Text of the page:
1774
ENGLISH POETRY 1579-1830: SPENSER AND THE TRADITION

Hymn to the Muse.

Poems, chiefly Rural.

William Richardson


A formal ode in nine stanzas of irregular measure imitating Milton's companion poems: "Benign inspirer of my song | O come, and with thee bring along, | Essential to the tuneful vein, | Calm quiet, and the soul serene" p. 24. The poem, which turns on imagery rather than argument, makes the conventional association between fancy and fairy poetry: "In order meet the fairy-elves | Extend along the flowery plain: | And now the mazy ranks advance, | Revolving wild the mystic dance; | Shrill the elfin minstrels sing, | By the stream the sprightly ring" pp. 25-26.

Town and Country Magazine: "These poems, it seems, are the offspring of Mr. Richardson's pen; and in the Odes, Anacreontics, &c. before us, the gentleman has displayed genius for descriptive and sentimental poetry, that does honour to the capital of Russia, where many of these poems were written" 6 (September 1774) 464.



STROPHE.
While I tune the votive lay,
And invoke the Muse's aid,
Hence, ye harpy cares, away!
Nor profane the hallowed shade.
Benign inspirer of my song
O come, and with thee bring along,
Essential to the tuneful vein,
Calm quiet, and the soul serene.

ANTISTROPHE.
Often have I left the plains,
Left the rural sports and play,
Careless of the nymphs and swains,
Of their games and pastime gay;
By thee of every care beguiled,
Thoughtful I ranged the pathless wild,
Where lonely lakes reflect the skies,
And groves and hoary rocks arise.

EPODE.
Far in the forests awful shade,
Where Solitude, of pensive mien,
Reclined beside the high cascade,
Admires the wild romantic scene,
Pleased as the torrent roars along,
Or listening to the turtle's song;
Often my enchanted eyes
Saw the mystic band arise,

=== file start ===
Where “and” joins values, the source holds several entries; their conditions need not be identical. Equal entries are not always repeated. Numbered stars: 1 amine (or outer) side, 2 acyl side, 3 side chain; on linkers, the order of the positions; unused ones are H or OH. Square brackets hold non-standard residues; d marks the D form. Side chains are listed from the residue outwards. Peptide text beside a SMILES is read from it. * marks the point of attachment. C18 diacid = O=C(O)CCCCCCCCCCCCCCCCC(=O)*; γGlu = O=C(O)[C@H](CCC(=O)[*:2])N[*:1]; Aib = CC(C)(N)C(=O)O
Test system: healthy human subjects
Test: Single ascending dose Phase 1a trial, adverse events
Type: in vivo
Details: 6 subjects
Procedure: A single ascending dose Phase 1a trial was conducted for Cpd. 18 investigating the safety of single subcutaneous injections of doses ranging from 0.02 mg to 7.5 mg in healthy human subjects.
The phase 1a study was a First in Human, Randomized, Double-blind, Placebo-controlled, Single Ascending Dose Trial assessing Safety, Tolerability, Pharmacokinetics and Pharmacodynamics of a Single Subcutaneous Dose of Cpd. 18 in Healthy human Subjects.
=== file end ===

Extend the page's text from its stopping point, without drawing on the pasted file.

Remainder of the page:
And thy magic numbers stole
Murmuring sweetly on my soul.

STROPHE.
Ever as returning spring
Smiled auspicious on the mead,
And the tempest's hoary king
By thee enlivened and inspir'd,
By nature's powerful beauty fir'd,
Careless of censure, blyth and free,
I sung of nature and of thee.

ANTISTROPHE.
In the stream-divided glade,
O how sweet with the unseen,
By the bloomy hawthorn shade
To enjoy the pensive scene,
When Hesper closed the gates of day,
And Cynthia, with her silver ray,
Arising o'er the mountain's brow,
Gladden'd the gloomy vale below.

EPODE.
Then issuing from their rocky shelves,
Where dripping rills fast-trickling strain
In order meet the fairy-elves
Extend along the flowery plain:
And now the mazy ranks advance,
Revolving wild the mystic dance;
Shrill the elfin minstrels sing,
By the stream the sprightly ring
Lightly trip the dewy plain
Round and round the glow-worm's train,

STROPHE.
Muse, thy sweet assuasive power
Soothes my soul, assailed with grief,
As the soft-descending flower
Gives the sickening rose relief,
When o'er the yellow meads and vales
The madding rage of noon prevails,
And flowers and vivid verdure fade,
And shepherds seek the embowering shade.

ANTISTROPHE.
Thee, to Virtue near ally'd,
No ignoble cares controul;
Scorning pomp, despising pride,
Thine the independent soul.
How dear to love and friendship thou
Of turtle-eye and placid brow,
For feelings exquisitely fine
And truth and tenderness are thine.

EPODE.
While others in adventrous flight
Soar high on Pegasaean wing,
Eager to sound the bloody fight
And red-ey'd war's terrific king.
Give me, amid the lonely grove,
Unseen, unheard, with thee to rove,
Free from anxious doubts and feers,
Far from pride and courtly cares,
Pallid envy, fierce debate,
Calumny, and rankling hate.

[pp. 24-27]